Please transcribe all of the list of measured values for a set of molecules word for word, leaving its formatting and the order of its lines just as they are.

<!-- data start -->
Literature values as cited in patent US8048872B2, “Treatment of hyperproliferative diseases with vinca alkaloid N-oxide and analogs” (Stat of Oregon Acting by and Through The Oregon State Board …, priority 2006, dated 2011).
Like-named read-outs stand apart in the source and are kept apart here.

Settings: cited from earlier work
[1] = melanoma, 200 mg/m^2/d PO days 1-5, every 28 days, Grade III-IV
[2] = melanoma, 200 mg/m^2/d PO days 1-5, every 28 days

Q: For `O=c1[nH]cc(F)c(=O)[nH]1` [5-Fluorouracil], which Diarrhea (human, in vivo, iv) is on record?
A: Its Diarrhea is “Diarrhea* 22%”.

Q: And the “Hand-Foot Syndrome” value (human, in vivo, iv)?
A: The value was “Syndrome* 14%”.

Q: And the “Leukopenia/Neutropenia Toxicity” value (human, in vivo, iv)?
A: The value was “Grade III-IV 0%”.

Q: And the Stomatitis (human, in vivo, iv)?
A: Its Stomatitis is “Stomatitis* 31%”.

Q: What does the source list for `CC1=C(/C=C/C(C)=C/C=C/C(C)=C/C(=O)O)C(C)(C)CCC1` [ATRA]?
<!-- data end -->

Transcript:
Literature values as cited in patent US8048872B2, “Treatment of hyperproliferative diseases with vinca alkaloid N-oxide and analogs” (Stat of Oregon Acting by and Through The Oregon State Board …, priority 2006, dated 2011).
Like-named read-outs stand apart in the source and are kept apart here.

Settings: cited from earlier work
[1] = melanoma, 200 mg/m^2/d PO days 1-5, every 28 days, Grade III-IV
[2] = melanoma, 200 mg/m^2/d PO days 1-5, every 28 days

Q: For `O=c1[nH]cc(F)c(=O)[nH]1` [5-Fluorouracil], which Diarrhea (human, in vivo, iv) is on record?
A: Its Diarrhea is “Diarrhea* 22%”.

Q: And the “Hand-Foot Syndrome” value (human, in vivo, iv)?
A: The value was “Syndrome* 14%”.

Q: And the “Leukopenia/Neutropenia Toxicity” value (human, in vivo, iv)?
A: The value was “Grade III-IV 0%”.

Q: And the Stomatitis (human, in vivo, iv)?
A: Its Stomatitis is “Stomatitis* 31%”.

Q: What does the source list for `CC1=C(/C=C/C(C)=C/C=C/C(C)=C/C(=O)O)C(C)(C)CCC1` [ATRA]?